[courtesy of freestufffinder.com]
I’ve written a couple of posts about, “Ankh”, the homeless man I see on occasion:
I hadn’t seen Ankh in quite some time; more than a year, I’d say. Although I did see him sleeping on the train one afternoon. The only reason I knew it was him (he had a hat on so I couldn’t see his face) was the telltale incense sticks poking out of the disheveled knapsack that he was using as a pillow.
I met Ankh over two years ago; our conversation began when he noticed I was wearing a purple shirt, and that many people were also wearing purple that day as well. Somehow in our chat we realized that we both share the same birthday: October 28th.
About a week ago I saw him, incense table set up in an alleyway close to a train station building. I approached him, very happy to see that he seemed okay. I asked him if he remembered me; he didn’t, although after we spoke for a few minutes, I think he might have begun to recall a bit of our previous conversations.
Ankh (and by the way, I don’t know his real name; he uses this name, as it represents the ancient Egyptian spiritual symbol, and he said it resonates with him):
[courtesy of clip-artlibrary.com]
We chatted for a while, and I learned that Ankh was still living outside (by choice, I might add). I asked him if he had been well; he told me that on ‘our birthday’ he is turning 65, and that perhaps it was time to come indoors for the winter. He spoke about staying with a friend for a few months earlier this year, but he was, ‘kicked out’ for nearly starting an incense fire. Ankh sells incense to make a bit of money. He never asks anyone for a handout; that is, “Not my way,” he remarked.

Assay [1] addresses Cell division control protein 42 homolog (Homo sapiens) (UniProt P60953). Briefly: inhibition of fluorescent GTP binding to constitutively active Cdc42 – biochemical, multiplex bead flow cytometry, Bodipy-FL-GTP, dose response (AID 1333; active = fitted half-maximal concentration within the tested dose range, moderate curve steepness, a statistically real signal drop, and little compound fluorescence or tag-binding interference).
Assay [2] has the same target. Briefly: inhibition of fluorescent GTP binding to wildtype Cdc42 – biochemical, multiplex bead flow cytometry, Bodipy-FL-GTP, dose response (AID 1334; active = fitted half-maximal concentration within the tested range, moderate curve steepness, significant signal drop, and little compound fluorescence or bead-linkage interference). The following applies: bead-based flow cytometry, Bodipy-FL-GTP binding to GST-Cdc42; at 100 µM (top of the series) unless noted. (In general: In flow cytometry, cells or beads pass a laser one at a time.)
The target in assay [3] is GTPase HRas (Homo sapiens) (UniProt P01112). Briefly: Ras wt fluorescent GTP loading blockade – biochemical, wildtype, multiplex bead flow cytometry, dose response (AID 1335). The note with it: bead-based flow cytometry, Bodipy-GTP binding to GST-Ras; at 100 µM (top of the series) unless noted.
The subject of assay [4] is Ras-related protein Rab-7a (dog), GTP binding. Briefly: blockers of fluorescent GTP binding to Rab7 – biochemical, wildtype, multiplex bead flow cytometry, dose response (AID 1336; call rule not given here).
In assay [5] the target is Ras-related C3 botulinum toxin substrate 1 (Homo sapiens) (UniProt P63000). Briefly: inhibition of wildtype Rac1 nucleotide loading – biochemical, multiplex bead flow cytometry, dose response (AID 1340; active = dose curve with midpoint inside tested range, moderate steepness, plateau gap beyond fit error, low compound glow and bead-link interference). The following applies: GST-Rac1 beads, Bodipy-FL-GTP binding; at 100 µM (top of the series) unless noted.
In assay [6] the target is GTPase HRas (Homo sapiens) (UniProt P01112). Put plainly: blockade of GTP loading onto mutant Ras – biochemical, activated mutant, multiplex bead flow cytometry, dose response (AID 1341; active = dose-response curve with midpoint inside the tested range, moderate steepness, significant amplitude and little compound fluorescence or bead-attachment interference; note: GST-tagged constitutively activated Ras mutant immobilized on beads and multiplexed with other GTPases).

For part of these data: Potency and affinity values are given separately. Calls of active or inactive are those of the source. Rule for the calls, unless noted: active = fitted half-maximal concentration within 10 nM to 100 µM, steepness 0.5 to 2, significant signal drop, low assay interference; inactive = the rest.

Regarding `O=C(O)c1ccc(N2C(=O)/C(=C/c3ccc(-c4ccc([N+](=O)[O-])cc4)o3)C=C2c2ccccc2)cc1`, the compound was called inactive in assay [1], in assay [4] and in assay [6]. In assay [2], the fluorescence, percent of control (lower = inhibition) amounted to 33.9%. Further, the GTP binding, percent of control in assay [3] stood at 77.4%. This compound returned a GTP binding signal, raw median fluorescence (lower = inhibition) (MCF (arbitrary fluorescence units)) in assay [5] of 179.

Ankh fascinates me. He is extremely intelligent, keeping up with world events, some political and some spiritual. He told me he feels a shift of world energy coming for the better, and that soon things would begin to ‘clear up’ in the next year or so.
To listen to Ankh speak you would never know he was homeless. And by that I mean when he speaks with such seeming clarity, you would assume he would have a place to live, food to eat, and understand the importance of doing everything he can to stay safe.
But Ankh is homeless. I asked him if he needed anything; “No, I don’t,” was the reply. I didn’t have but a couple of dollars with me, so I offered to get him something to eat. Ankh began to root around the piles of incense boxes strewn across the makeshift table (which was made up of an old piece of ply-board and a couple of scratched up plastic pails holding up the ‘table’).
He handed me a colorful box. “These are very powerful,” Ankh stated. I told him I could only give him $2.00 (the container said, $5). “I don’t want any money for them,” Ankh replied. I made him a deal; I’d go and get him something to eat in exchange for the incense. He reluctantly agreed.
I went to a store close by; when I returned, I saw a young man speaking with Ankh. Feeling very protective of Ankh, I asked him if everything was okay, as I had only heard part of the conversation, but the young man seemed to be trying to get Ankh to go into ‘business’ with him (using Ankh’s incense no doubt). The young man, seeming to notice my concern for Ankh said, “It’s cool, I know this guy. He’s a great human being.” Ankh looked straight at him and said, “Why did you say that?” The young man countered with, “Because I’ve seen you around for a long time, man. You are a good human being.” Without missing a beat, Ankh said, “How do you know I’m a human being? I’m an angel.”
Grinning from ear to ear I chided, “Yes, he is. That he truly is.”
(courtesy of quotemaster.org).
I will keep my eyes open for Ankh and will continue to send him lots of good energy. As for being an angel? I wouldn’t be surprised in the least.